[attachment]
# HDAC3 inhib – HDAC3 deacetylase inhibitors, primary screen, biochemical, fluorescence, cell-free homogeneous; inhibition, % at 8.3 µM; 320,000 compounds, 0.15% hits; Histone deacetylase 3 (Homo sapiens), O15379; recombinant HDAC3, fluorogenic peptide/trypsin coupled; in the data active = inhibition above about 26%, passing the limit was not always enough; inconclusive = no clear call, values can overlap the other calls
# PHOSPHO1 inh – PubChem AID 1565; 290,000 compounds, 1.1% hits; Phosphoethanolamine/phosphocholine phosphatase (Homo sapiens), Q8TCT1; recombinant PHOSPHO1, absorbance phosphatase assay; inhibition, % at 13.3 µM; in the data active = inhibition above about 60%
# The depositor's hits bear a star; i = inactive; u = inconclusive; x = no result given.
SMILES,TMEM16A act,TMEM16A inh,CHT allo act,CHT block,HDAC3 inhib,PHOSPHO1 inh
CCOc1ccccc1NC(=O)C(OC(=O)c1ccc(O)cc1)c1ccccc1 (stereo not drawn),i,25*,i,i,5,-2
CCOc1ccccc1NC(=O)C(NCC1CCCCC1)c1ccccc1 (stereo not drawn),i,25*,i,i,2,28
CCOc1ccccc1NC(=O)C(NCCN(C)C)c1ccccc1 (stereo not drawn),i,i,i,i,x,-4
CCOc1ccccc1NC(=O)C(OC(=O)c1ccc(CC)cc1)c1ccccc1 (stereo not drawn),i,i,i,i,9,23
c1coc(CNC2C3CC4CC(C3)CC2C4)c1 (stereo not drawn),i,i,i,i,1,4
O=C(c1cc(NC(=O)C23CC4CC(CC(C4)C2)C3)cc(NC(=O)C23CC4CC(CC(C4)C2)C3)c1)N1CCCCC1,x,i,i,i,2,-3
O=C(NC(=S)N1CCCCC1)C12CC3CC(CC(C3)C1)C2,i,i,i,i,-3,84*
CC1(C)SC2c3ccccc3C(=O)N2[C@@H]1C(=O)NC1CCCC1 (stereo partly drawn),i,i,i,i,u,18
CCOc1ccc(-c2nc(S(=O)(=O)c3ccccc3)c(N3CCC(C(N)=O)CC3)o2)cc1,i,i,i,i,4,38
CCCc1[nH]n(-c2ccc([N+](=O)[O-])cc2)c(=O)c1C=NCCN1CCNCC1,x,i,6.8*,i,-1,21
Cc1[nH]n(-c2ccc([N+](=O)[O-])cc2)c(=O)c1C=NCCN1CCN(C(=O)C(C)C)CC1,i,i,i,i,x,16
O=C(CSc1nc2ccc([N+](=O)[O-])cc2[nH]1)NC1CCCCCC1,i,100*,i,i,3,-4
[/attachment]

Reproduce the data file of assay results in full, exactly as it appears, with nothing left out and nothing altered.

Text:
# HDAC3 inhib – HDAC3 deacetylase inhibitors, primary screen, biochemical, fluorescence, cell-free homogeneous; inhibition, % at 8.3 µM; 320,000 compounds, 0.15% hits; Histone deacetylase 3 (Homo sapiens), O15379; recombinant HDAC3, fluorogenic peptide/trypsin coupled; in the data active = inhibition above about 26%, passing the limit was not always enough; inconclusive = no clear call, values can overlap the other calls
# PHOSPHO1 inh – PubChem AID 1565; 290,000 compounds, 1.1% hits; Phosphoethanolamine/phosphocholine phosphatase (Homo sapiens), Q8TCT1; recombinant PHOSPHO1, absorbance phosphatase assay; inhibition, % at 13.3 µM; in the data active = inhibition above about 60%
# The depositor's hits bear a star; i = inactive; u = inconclusive; x = no result given.
SMILES,TMEM16A act,TMEM16A inh,CHT allo act,CHT block,HDAC3 inhib,PHOSPHO1 inh
CCOc1ccccc1NC(=O)C(OC(=O)c1ccc(O)cc1)c1ccccc1 (stereo not drawn),i,25*,i,i,5,-2
CCOc1ccccc1NC(=O)C(NCC1CCCCC1)c1ccccc1 (stereo not drawn),i,25*,i,i,2,28
CCOc1ccccc1NC(=O)C(NCCN(C)C)c1ccccc1 (stereo not drawn),i,i,i,i,x,-4
CCOc1ccccc1NC(=O)C(OC(=O)c1ccc(CC)cc1)c1ccccc1 (stereo not drawn),i,i,i,i,9,23
c1coc(CNC2C3CC4CC(C3)CC2C4)c1 (stereo not drawn),i,i,i,i,1,4
O=C(c1cc(NC(=O)C23CC4CC(CC(C4)C2)C3)cc(NC(=O)C23CC4CC(CC(C4)C2)C3)c1)N1CCCCC1,x,i,i,i,2,-3
O=C(NC(=S)N1CCCCC1)C12CC3CC(CC(C3)C1)C2,i,i,i,i,-3,84*
CC1(C)SC2c3ccccc3C(=O)N2[C@@H]1C(=O)NC1CCCC1 (stereo partly drawn),i,i,i,i,u,18
CCOc1ccc(-c2nc(S(=O)(=O)c3ccccc3)c(N3CCC(C(N)=O)CC3)o2)cc1,i,i,i,i,4,38
CCCc1[nH]n(-c2ccc([N+](=O)[O-])cc2)c(=O)c1C=NCCN1CCNCC1,x,i,6.8*,i,-1,21
Cc1[nH]n(-c2ccc([N+](=O)[O-])cc2)c(=O)c1C=NCCN1CCN(C(=O)C(C)C)CC1,i,i,i,i,x,16
O=C(CSc1nc2ccc([N+](=O)[O-])cc2[nH]1)NC1CCCCCC1,i,100*,i,i,3,-4